• Irritable - I felt annoyed that no one had told me about my test results, and that I'd have to wait for a letter from my Gastroenterologist. I didn't want any distractions from this, unless they were important. I had been irritable due to disturbed sleep as well. It seemed any casual conversation annoyed me when I couldn't concentrate on it.
  • No energy - I'd used up so much energy with worrying, and feeling depressed, that I couldn't muster up much more for daily tasks (housework, cooking etc). I also found that my Depression made me feel tired all the time. 
  • Anxiety - For most of the week, I felt very anxious to the point of having physical symptoms. These included dizziness, a tight chest, "butterflies" in my stomach, a lump in my throat, dissociation etc. It turned out that I didn't need to worry too much, as my letter finally came and I had slightly raised Inflammation markers, and low Iron levels. Regardless, my stomach and bowel symptoms were concerning. 
  • Helpless - I've been feeling very out of control, since I had these stomach and bowel problems. I have tried many things to ease the symptoms but I couldn't get the right balance between constipation and diarrhea, finding something to ease the stomach/rectal pain and so on. I'd also been thinking about my mental and physical health in general, my future home, work, studying etc. It has been weighing me down a lot, and it's been hard to just find small amounts of things to think about right now. I can't seem to put other thoughts/worries aside. 

Soon after going through my Symptom Review, my therapist said she would read through my Formulation with me. As mentioned at the top of this post, it involves a recap of my depressive episodes, symptoms, triggers, support network etc.

Symptoms: I find that my Depression manifests in a number of ways, creating certain themes. These involve physical symptoms (such as lack of sleep and appetite), my thoughts and behaviours towards others (by becoming irritable for example), the negative ways I feel about myself (guilt, down on myself, feeling worthless), alongside feelings of anxiety, worry, and sadness.

Recurrent thoughts: I often have passive suicidal thoughts (i.e. thoughts that I am unlikely to act on or plan) but I am likely to ask for help. I often feel "stuck" in situations as well, and when I feel that way, the suicidal thoughts worsen as it seems I have little choice of methods for getting out of those situations.

Medication: I am prescribed 90mg Duloxetine, and 10mg Aripiprazole per day, and find they only slightly help (I do want a review of Duloxetine though). 

Depressive episodes: Although my Depression is usually constant, I am mostly able to split it up into episodes or flare-ups. My most recent one was triggered by my worsening physical health, a few before that involved friendship break ups, trauma from a traumatic abortion, and an abusive relationship, and my earliest (around age 13) was in response to mostly psychological bullying.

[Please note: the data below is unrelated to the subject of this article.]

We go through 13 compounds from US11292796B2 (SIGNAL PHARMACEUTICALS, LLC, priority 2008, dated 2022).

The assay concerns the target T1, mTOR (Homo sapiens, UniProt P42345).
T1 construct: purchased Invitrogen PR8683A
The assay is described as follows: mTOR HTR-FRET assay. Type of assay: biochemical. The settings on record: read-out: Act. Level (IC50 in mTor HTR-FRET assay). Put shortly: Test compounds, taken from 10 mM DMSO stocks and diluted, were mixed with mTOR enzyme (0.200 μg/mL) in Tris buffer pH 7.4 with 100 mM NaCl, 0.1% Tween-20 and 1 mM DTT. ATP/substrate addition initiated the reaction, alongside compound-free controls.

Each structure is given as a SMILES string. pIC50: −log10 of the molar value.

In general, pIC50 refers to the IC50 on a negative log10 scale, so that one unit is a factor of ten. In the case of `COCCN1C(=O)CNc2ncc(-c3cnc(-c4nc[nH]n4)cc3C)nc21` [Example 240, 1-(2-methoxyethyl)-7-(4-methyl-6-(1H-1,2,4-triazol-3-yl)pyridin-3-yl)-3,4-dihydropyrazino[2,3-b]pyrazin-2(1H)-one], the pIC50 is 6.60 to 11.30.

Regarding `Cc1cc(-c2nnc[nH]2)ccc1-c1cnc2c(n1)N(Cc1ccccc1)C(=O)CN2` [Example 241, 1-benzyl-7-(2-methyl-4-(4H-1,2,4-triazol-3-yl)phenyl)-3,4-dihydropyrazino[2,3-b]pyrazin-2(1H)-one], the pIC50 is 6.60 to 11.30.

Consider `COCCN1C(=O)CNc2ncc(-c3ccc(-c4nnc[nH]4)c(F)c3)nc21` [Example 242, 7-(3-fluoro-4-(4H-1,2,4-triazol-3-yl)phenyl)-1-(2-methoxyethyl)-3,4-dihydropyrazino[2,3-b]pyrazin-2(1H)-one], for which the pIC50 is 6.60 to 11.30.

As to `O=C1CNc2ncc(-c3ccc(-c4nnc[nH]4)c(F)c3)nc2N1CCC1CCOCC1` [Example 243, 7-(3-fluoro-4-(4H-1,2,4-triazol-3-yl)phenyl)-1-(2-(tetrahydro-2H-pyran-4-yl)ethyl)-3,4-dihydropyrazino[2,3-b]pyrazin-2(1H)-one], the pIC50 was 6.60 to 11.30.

Support network: I have my parents and many close friends to turn to, when needing help for my mental health problems. Each of these loved ones provides support in different ways (practical, social, moral etc)

Types of Interpersonal Relationship Issues: My therapist explained 4 focal areas that occur in Interpersonal Therapy - 

                1. Role Transition - Life changes that trigger depressive episodes

                2. Complicated Grief - Where a person struggles to cope with grief

                3. Relationship Dispute - Conflicts with a loved one that may trigger episodes of Depression  

                4. Interpersonal Sensitivities - Struggling to start and/or maintain relationships, and how that                      relates to or exacerbates Depression.

Although I can think of at least one example where each of these areas have been a factor in previous depressive episodes, the most frequently recurring one most recently has been Interpersonal Sensitivities. Going forward, this is what will be focused on most strongly within therapy. 

The next step is to figure out some goals to help with measuring how successful this type of therapy has been. I also find goals helpful, as I find a sense of achievement does improve my symptoms of Depression. 


Amy's Mystery Illness: A Pain in the Arse:

Amy's Mystery Illness: Am I "Triggered?":

Amy's Mystery Illness: I'm a Survivor:

Amy's Mystery Illness: Interpersonal Therapy (Take Two) - Session 4:

Thursday 11 February 2021

A Pain in the Arse

(TRIGGER WARNING: Mention of Cancer, Laxatives, Appetite Changes, and TMI symptoms)

 I've mentioned a bit about my stomach and bowel problems in recent posts, where it has affected my mental health. Up until now, I haven't told you the whole story though. 

I've had Irritable Bowel Syndrome for over 10 years; it being suggested by a GP well before my Fibromyalgia diagnosis, and then finally finding its way on to my ever-growing list of medical conditions. I've found it affecting me in a pretty mild way, with constipation being the main problem, and diarrhea only occurring when very stressed out.